Suddenly TV is nuts about nurses. HawthoRNe had its debut on TNT last night, and Showtime's Nurse Jackie has been available online for awhile. Still to come is Mercy, NBC's very own nurse show, which will begin in the spring. Who will win the battle of the nurses?
The obvious frontrunner is Nurse Jackie, which might not be a true competitor to the others because it runs on pay-to-watch Showtime. Still, it's got legs with Edie Falco, who spent six years as Carmela Soprano, wife to two-faced mob boss Tony on HBO's The Sopranos. On Nurse Jackie Falco leads another kind of double life as the title character, a brutally honest, over-worked nurse with a drug problem and an affair on the side. From the looks of the pilot, Falco is up to the challenge.
HawthoRNe, starring Jada Pinkett Smith, takes a different approach. While Jackie is flawed and proud, Christina Hawthorne is hell-bent on doing good -- so much so that it seems unnatural. Pinkett Smith bends over backwards to serve her patients and, while both nurses are rule-breakers, Hawthorne walks with the burden of a martyr. Frankly, it's unbecoming. Pinkett Smith is a solid actress who presents the character with a lot of strength, but that doesn't mean it's a strong character.
Mercy, which stars Taylor Schilling and Michelle Trachtenberg, has its own unique angle on the ubiquitous hospital theme, with main character Veronica (Callahan) returning from a tour in Iraq to work back in America. Combining the political timeliness of the Iraq War with the longstanding popularity of hospital dramas, Mercy shows some promise. As long as viewers are able to escape reality rather than confront it in the show -- which may be difficult given the post-war premise -- good acting should keep it afloat. Let's hope Schilling, Trachtenberg and cast deliver.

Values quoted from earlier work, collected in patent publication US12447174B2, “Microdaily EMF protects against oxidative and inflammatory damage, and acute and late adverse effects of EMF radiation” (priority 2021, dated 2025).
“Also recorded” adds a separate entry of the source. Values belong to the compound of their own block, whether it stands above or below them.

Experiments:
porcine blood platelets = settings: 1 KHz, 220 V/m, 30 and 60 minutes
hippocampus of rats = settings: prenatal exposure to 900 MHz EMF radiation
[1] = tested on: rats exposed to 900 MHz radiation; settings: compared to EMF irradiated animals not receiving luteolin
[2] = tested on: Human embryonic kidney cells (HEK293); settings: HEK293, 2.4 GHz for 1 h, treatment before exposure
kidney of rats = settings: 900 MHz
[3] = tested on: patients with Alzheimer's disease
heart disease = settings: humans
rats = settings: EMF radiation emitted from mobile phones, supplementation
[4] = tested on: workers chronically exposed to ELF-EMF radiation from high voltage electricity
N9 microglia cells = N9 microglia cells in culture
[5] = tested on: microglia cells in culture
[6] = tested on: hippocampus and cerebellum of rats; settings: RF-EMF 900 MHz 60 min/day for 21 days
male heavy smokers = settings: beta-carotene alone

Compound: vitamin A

TV's nursing trend seems to have shifted slightly from the exausted ensemble cast format of other hospital shows (think ER, Chicago Hope, Grey's Anatomy, even Scrubs) by focusing instead on the individual medical professional. Either way, the real question is why viewers are so fascinated by medical dramas. Is it the notion that all that doc talk will make us smarter? Our secret desire to be attractive, wealthy and heroic? The appeal of wearing comfy scrubs all day? Some combination thereof? One thing's for sure: Now it's nurses' turn to get some time in the spotlight. As these three new shows square off, it will be interesting to see who stays on staff.
UPDATE: An earlier version of this story stated that NBC's Mercy would begin in the fall. In fact, the show will begin in the spring. The story has been updated with the correct information. Thanks to user pb24 for alerting us.